OPPORTUNITIES ABROAD

View From Campus: My Journey from Nepal to Studying in the U.S.

Rasana

IELTS has made a substantial contribution to what I am today

 

We spoke with Rasana Pradhan from Nepal, who is studying Environmental Safety and Health Management at the University of Findlay in the U.S. She told us about her how the IELTS test helped her prepare for U.S. study and her dreams to set up an environmental NGO back in Nepal.

 

How would you describe your experience in preparing for and taking the IELTS test?

As a graduate from St. Xavier’s College and an avid English novel reader, learning English has always been my passion. I always wanted to come to the U.S. and I knew IELTS was the gateway to it, so after completing my BA, I booked my IELTS date and bought IELTS books. I frequently went to British Council to grab some more IELTS books and DVDS so that, I could learn more. Later on I also participated in British Council’s weekly classes and IELTS sessions. Writing essays on variant topics evidently enhanced my writing skills, and speaking about different topics in front of everyone was one of my best experiences.

Then finally, the test day arrived.The best part of taking my IELTS was my speaking test. I had a great time talking to my examiner about my hobbies, my friends and my aim in life. Overall, when I have to sum up, the IELTS test improved my English and boosted my confidence.

 

How did you decide on the U.S. as your study destination? 

I always had a thirst for knowledge. The education system in the U.S. is one of the best in the world, as it strives for more practical education rather than just theoretical one. I came here to quench my thirst for getting an education that will allow me to grow professionally. In addition, the U.S. is the land of opportunities!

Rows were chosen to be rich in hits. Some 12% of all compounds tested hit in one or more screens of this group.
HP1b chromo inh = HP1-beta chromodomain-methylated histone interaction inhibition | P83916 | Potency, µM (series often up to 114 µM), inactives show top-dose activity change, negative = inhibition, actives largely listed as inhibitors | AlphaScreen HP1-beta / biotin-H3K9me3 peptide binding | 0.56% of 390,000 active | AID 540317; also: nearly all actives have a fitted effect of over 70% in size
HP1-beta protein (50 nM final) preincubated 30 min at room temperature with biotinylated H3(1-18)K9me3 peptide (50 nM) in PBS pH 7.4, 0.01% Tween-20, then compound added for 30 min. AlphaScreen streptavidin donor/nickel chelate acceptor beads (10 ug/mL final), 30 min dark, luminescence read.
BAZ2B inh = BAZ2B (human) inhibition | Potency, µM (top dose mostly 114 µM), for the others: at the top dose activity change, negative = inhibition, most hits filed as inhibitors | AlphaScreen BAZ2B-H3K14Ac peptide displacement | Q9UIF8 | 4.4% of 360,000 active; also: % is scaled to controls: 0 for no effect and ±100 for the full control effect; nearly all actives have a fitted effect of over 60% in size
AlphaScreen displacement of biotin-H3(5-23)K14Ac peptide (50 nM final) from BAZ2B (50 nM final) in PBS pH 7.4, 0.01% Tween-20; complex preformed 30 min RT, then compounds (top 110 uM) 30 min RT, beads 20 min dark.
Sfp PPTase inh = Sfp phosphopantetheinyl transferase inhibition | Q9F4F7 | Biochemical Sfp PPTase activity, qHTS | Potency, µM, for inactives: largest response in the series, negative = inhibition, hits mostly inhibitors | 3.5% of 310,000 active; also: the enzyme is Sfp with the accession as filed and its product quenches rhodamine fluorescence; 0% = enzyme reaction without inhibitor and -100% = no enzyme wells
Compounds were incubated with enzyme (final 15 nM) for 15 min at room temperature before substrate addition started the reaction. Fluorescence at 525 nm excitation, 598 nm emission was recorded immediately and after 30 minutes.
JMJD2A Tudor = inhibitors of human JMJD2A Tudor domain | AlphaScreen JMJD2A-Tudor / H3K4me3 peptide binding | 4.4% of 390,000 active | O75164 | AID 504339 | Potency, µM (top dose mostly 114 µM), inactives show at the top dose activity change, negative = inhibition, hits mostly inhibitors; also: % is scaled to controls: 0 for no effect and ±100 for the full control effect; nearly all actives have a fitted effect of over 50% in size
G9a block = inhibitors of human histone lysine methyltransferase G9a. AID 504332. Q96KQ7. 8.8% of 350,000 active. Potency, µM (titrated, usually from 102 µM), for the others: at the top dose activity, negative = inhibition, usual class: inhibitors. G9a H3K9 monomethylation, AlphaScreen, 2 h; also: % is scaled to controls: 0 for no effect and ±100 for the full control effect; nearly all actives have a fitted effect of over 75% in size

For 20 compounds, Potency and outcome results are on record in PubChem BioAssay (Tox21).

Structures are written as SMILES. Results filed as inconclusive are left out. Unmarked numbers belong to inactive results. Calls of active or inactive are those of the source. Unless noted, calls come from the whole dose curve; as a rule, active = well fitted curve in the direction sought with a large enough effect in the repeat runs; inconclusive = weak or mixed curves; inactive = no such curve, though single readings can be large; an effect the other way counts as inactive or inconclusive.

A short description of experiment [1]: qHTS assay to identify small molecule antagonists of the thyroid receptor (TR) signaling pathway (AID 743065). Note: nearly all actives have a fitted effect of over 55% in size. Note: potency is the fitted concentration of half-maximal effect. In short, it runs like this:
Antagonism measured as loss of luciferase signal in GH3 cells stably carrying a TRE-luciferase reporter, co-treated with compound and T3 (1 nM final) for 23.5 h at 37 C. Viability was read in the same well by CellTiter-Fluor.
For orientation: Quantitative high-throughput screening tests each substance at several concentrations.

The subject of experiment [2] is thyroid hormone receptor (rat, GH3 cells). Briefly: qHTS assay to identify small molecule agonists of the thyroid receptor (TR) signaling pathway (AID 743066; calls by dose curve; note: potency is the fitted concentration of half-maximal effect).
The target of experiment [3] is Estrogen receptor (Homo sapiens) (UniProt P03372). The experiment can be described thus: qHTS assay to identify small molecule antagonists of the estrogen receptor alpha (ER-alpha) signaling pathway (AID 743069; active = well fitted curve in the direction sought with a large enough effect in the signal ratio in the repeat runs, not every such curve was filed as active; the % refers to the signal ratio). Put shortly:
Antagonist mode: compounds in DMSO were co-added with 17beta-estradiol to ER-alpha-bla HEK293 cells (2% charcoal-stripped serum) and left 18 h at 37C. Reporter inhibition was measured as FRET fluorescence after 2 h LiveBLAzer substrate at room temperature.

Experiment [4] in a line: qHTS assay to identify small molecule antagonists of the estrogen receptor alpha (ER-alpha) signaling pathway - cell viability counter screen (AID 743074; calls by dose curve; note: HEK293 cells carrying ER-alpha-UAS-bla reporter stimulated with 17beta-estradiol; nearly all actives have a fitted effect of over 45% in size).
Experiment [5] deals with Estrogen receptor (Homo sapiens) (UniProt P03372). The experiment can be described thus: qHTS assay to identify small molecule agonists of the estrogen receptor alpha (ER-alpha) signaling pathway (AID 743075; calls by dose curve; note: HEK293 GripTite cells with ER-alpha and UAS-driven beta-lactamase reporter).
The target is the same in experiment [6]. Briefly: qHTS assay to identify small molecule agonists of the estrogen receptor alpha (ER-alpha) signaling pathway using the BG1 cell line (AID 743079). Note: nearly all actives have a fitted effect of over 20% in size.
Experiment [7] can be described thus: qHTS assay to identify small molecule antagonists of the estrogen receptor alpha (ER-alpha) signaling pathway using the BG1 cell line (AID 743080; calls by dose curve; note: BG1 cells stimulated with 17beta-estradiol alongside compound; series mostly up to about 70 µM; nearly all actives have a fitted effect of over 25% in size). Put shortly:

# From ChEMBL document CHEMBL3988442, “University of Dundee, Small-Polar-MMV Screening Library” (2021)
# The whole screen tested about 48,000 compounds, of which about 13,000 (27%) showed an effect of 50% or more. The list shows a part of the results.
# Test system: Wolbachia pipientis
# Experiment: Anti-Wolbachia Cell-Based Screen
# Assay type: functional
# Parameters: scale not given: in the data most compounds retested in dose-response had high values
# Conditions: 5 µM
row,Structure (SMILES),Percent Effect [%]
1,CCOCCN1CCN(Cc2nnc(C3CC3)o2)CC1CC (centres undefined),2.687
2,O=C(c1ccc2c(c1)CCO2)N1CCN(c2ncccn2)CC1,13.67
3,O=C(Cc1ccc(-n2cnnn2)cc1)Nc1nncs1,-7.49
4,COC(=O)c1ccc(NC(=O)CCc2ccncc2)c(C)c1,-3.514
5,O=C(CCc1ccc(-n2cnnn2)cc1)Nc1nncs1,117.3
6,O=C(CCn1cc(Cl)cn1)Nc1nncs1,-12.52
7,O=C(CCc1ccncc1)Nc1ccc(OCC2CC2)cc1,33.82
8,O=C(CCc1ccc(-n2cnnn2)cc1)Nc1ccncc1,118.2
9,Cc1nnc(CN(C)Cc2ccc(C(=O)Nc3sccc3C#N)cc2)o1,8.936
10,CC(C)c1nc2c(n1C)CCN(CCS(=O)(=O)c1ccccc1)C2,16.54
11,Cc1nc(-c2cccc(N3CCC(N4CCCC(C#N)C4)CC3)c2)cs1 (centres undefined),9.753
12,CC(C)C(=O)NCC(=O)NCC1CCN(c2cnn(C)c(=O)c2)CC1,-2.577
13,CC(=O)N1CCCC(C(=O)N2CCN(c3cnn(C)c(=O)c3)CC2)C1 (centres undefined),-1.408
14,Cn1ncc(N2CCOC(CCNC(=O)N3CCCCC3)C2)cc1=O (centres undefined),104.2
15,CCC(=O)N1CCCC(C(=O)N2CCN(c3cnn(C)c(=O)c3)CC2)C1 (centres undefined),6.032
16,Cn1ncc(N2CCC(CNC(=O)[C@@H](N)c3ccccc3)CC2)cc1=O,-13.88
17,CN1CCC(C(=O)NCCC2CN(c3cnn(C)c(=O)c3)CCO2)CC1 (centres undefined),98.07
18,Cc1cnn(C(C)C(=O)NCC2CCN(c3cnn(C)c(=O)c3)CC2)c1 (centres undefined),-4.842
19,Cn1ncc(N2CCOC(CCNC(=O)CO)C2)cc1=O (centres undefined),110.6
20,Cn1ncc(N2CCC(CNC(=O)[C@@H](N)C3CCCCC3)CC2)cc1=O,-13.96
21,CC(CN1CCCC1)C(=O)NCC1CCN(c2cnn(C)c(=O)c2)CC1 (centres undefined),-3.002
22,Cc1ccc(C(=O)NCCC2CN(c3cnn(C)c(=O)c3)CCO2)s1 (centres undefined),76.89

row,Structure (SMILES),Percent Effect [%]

How has the IELTS experience prepared you for your degree program? 

I think IELTS has made a substantial contribution to what I am today. It has undeniably made me a confident English speaker. I have actively participated in my class presentations, I can confidently talk to my professors and my American friends. IELTS taught me the exact format of writing, which helped me a lot during my course assignments. Moreover, because of this confidence and good communication skills, I also earned a graduate assistantship this year. For a graduate assistant, fluency in English is essential, so IELTS has helped me fulfil my duties. You not only learn from school, but also from your day-to-day life. I have not only learned to be more independent, but also to solve my problems. Here, I have been able to get a holistic education that goes beyond school and definitely beyond books.

UF alumni

What are your plans after graduation?

I am planning to work for 3-5 years as an environmental and health specialist/manager in the U.S. to gain experience. After gaining sufficient amount of experience here, I have a dream to go back and open an environmental NGO in my country. I co-founded an organisation called The Youth Today Nepal in 2014, and this organisation inspired me to work more for the betterment of the people. There aren’t many good environmental and safety organisations in Nepal and the state of my country’s environment is deteriorating, so I would like to improve those conditions and serve others.

IELTS Reading: Dealing with Difficult Question Types (Part 1)